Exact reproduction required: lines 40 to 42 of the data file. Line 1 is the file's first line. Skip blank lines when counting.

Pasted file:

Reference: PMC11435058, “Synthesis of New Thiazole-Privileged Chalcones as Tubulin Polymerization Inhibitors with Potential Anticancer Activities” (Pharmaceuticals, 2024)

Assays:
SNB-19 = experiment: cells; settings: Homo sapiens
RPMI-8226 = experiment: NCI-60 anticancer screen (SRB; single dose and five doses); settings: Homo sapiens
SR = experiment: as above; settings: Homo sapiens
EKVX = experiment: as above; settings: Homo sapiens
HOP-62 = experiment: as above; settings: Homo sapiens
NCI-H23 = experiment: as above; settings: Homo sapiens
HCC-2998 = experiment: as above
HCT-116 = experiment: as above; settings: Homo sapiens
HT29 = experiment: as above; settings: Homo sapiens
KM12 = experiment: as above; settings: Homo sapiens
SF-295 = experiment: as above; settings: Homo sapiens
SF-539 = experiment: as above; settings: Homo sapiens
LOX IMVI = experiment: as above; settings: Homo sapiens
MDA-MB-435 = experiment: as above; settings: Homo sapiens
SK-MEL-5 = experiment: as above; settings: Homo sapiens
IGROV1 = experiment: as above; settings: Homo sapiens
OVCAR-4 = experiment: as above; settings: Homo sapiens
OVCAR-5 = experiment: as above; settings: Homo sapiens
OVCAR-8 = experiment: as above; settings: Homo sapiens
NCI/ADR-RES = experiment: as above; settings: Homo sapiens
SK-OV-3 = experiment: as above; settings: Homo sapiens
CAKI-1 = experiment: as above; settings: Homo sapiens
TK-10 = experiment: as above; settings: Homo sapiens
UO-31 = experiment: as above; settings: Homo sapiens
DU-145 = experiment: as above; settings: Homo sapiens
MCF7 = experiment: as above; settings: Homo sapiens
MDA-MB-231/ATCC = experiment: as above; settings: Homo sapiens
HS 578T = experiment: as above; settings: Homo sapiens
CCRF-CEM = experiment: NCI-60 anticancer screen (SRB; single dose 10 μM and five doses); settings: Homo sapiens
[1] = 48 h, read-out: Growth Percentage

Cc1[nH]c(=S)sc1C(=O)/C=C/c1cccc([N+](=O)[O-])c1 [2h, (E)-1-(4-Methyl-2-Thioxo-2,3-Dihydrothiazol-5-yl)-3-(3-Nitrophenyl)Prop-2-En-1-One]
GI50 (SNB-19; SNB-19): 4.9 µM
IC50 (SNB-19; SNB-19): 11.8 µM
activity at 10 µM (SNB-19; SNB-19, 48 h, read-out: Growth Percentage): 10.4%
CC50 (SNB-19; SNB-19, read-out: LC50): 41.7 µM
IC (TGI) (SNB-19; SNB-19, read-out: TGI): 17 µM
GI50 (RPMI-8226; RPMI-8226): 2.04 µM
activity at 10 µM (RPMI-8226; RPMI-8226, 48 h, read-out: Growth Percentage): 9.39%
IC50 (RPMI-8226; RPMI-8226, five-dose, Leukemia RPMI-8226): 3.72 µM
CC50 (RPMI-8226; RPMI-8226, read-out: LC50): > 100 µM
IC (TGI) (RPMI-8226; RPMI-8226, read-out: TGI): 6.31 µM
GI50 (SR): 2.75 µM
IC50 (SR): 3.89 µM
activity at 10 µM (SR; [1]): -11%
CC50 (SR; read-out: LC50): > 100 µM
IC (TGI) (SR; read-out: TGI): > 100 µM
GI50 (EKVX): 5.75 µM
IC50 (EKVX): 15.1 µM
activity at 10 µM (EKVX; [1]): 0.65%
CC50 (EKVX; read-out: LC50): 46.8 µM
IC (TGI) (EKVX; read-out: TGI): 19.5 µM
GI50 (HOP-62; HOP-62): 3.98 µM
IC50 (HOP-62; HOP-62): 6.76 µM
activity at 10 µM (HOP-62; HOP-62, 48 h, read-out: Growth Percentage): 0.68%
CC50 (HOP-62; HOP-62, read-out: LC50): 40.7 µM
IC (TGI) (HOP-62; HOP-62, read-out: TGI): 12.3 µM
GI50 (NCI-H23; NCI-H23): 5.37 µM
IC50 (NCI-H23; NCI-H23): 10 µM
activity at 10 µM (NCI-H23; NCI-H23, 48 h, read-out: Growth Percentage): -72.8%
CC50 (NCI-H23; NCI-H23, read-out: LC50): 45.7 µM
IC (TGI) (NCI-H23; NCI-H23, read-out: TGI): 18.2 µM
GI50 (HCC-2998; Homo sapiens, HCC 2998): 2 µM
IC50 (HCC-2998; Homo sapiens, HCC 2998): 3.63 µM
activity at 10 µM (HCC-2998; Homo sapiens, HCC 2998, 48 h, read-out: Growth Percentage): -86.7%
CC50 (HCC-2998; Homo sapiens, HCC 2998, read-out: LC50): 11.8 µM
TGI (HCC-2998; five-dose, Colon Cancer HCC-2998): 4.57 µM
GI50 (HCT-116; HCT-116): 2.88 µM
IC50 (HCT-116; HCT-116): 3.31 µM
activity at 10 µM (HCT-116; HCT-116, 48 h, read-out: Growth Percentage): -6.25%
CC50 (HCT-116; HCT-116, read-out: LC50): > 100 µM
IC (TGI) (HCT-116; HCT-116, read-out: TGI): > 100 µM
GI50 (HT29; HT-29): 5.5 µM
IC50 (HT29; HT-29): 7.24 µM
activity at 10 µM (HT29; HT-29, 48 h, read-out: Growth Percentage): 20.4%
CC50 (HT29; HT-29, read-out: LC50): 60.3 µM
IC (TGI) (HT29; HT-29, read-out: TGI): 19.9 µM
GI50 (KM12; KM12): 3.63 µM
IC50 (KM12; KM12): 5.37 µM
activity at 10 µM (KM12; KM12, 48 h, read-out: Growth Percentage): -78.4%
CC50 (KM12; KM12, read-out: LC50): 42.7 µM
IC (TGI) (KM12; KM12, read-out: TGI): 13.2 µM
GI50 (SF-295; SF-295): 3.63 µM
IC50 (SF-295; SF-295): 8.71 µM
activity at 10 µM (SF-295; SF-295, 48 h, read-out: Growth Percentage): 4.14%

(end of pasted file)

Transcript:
activity at 10 µM (RPMI-8226; RPMI-8226, 48 h, read-out: Growth Percentage): 9.39%
IC50 (RPMI-8226; RPMI-8226, five-dose, Leukemia RPMI-8226): 3.72 µM
CC50 (RPMI-8226; RPMI-8226, read-out: LC50): > 100 µM